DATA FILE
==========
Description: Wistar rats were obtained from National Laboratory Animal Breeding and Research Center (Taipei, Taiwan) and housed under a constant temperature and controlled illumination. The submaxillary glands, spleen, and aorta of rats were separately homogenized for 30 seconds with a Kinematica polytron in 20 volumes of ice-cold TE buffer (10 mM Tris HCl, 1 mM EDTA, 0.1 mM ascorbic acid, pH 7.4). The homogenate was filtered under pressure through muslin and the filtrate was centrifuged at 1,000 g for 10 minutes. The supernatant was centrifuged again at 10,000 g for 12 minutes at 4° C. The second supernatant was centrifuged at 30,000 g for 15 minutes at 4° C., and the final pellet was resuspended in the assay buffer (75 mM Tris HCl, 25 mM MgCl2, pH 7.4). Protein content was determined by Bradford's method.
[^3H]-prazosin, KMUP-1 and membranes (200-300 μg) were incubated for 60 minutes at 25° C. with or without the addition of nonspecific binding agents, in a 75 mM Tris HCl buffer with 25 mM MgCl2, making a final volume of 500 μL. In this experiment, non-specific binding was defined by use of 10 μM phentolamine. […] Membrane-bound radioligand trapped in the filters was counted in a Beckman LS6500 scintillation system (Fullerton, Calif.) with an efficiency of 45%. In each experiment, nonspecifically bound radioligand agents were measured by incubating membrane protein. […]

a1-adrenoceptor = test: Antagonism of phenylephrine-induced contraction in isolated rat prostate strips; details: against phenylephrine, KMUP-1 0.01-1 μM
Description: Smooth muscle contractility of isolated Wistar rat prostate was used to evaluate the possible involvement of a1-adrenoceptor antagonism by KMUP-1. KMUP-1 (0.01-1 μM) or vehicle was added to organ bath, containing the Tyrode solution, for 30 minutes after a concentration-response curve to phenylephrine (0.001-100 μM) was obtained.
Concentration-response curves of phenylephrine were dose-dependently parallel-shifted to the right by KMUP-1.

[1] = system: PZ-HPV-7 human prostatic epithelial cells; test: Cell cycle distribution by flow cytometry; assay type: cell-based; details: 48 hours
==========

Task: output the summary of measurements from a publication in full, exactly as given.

Description: Wistar rats were obtained from National Laboratory Animal Breeding and Research Center (Taipei, Taiwan) and housed under a constant temperature and controlled illumination. The submaxillary glands, spleen, and aorta of rats were separately homogenized for 30 seconds with a Kinematica polytron in 20 volumes of ice-cold TE buffer (10 mM Tris HCl, 1 mM EDTA, 0.1 mM ascorbic acid, pH 7.4). The homogenate was filtered under pressure through muslin and the filtrate was centrifuged at 1,000 g for 10 minutes. The supernatant was centrifuged again at 10,000 g for 12 minutes at 4° C. The second supernatant was centrifuged at 30,000 g for 15 minutes at 4° C., and the final pellet was resuspended in the assay buffer (75 mM Tris HCl, 25 mM MgCl2, pH 7.4). Protein content was determined by Bradford's method.
[^3H]-prazosin, KMUP-1 and membranes (200-300 μg) were incubated for 60 minutes at 25° C. with or without the addition of nonspecific binding agents, in a 75 mM Tris HCl buffer with 25 mM MgCl2, making a final volume of 500 μL. In this experiment, non-specific binding was defined by use of 10 μM phentolamine. […] Membrane-bound radioligand trapped in the filters was counted in a Beckman LS6500 scintillation system (Fullerton, Calif.) with an efficiency of 45%. In each experiment, nonspecifically bound radioligand agents were measured by incubating membrane protein. […]

a1-adrenoceptor = test: Antagonism of phenylephrine-induced contraction in isolated rat prostate strips; details: against phenylephrine, KMUP-1 0.01-1 μM
Description: Smooth muscle contractility of isolated Wistar rat prostate was used to evaluate the possible involvement of a1-adrenoceptor antagonism by KMUP-1. KMUP-1 (0.01-1 μM) or vehicle was added to organ bath, containing the Tyrode solution, for 30 minutes after a concentration-response curve to phenylephrine (0.001-100 μM) was obtained.
Concentration-response curves of phenylephrine were dose-dependently parallel-shifted to the right by KMUP-1.

[1] = system: PZ-HPV-7 human prostatic epithelial cells; test: Cell cycle distribution by flow cytometry; assay type: cell-based; details: 48 hours